7. Cowpea: The Crop Trust supported the National Plant Genetic Resources Laboratory (NPGRL) at the University of the Philippines Los Banos to regenerate and characterize 756 cowpea accessions with the objective of rescuing threatened diversity and enhancing use of the crops. 608 accessions are safety duplicated in the World Vegetable Centre (AVRDC).
  8. Maize: The Crop Trust supported the National Plant Genetic Resources Laboratory (NPGRL) at the University of the Philippines Los Banos to regenerate, characterize and safety duplicate 710 maize accessions with the objective of rescuing threatened diversity and enhancing use of the crops. 539 accessions are safety duplicated in the International Maize and Wheat Improvement Center (CIMMYT).
  9. Pigeon Pea: The Crop Trust supported the National Plant Genetic Resources Laboratory (NPGRL) at the University of the Philippines Los Banos to regenerate, characterize and safety duplicate 18 pigeon pea accessions with the objective of rescuing threatened diversity and enhancing use of the crops.
  10. Rice: The Crop Trust supported the International Rice Research Institute (IRRI) in its coordination of the International Network for Genetic Evaluation of Rice (INGER), which evaluated 455 accessions of rice for heat tolerance for the benefit of breeders who are developing varieties to address the challenges of climate change. 23 accessions were selected as potential sources of genes for heat tolerance
  11. Rice: The International Rice Research Institute (IRRI) receives an in-perpetuity grant from the Crop Trust for the long-term conservation of the collection of rice it manages on behalf of the international community.
  12. Rice: The Crop Trust supported the National Plant Genetic Resources Laboratory (NPGRL) at the University of the Philippines Los Banos to regenerate, characterize and safety duplicate 479 rice accessions with the objective of rescuing threatened diversity and enhancing use of the crops.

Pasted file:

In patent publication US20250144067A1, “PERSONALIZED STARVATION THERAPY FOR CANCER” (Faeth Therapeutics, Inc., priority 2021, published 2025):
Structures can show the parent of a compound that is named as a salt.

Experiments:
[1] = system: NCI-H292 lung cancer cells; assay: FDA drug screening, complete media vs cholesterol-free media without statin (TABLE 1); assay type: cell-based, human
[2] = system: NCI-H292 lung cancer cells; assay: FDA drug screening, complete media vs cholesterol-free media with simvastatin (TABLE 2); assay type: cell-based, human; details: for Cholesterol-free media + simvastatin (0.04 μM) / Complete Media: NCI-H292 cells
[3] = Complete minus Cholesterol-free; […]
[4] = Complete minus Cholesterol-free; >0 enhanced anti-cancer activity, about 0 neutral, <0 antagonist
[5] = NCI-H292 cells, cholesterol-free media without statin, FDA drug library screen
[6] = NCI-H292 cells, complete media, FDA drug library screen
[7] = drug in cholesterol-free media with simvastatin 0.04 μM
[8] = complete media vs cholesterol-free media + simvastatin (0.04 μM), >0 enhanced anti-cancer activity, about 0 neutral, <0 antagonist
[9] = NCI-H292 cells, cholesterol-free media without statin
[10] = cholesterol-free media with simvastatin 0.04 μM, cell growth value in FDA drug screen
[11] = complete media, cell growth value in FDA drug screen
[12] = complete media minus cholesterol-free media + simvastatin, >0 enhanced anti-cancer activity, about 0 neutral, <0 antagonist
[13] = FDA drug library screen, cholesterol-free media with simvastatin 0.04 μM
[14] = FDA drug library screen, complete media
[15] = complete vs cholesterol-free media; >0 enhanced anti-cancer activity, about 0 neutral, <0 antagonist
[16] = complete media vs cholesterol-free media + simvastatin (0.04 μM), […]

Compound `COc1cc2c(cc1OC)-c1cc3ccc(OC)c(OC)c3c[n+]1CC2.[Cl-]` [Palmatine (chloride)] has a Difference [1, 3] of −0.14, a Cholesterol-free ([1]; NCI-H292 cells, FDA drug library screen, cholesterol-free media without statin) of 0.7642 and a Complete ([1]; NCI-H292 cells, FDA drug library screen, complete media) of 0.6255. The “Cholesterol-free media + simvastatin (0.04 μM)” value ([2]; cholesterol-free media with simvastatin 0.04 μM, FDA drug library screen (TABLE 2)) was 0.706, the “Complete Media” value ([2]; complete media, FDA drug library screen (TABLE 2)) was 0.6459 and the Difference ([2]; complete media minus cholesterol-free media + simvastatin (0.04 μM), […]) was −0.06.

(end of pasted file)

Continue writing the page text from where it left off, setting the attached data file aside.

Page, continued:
13. Rice: The Philippines Rice Research Institute developed a recurrent selection scheme for rice and used this to produce inbred lines with enhanced yield to produce elite germplasm that is made available to breeders for use in developing varieties with enhanced yield.
  14. Sweet Potato: The Crop Trust supported the National Plant Genetic Resources Laboratory (NPGRL) at the University of the Philippines Los Banos to regenerate and characterize 897 sweet potato accessions with the objective of rescuing threatened diversity and enhancing use of the crops.
  15. Yam: The Crop Trust supported the National Plant Genetic Resources Laboratory (NPGRL) at the University of the Philippines Los Banos to regenerate, characterize and safety duplicate 739 yam accessions with the objective of rescuing threatened diversity and enhancing use of the crops. It is also introducing 263 yam accessions from PhilRootCrops into tissue culture.
  16. Yam: The Crop Trust provided support to PhilRootCrops, Visayas State University to regenerate, characterize and safety duplicate 238 yam accessions with the objective of rescuing threatened diversity and enhancing use of the crop.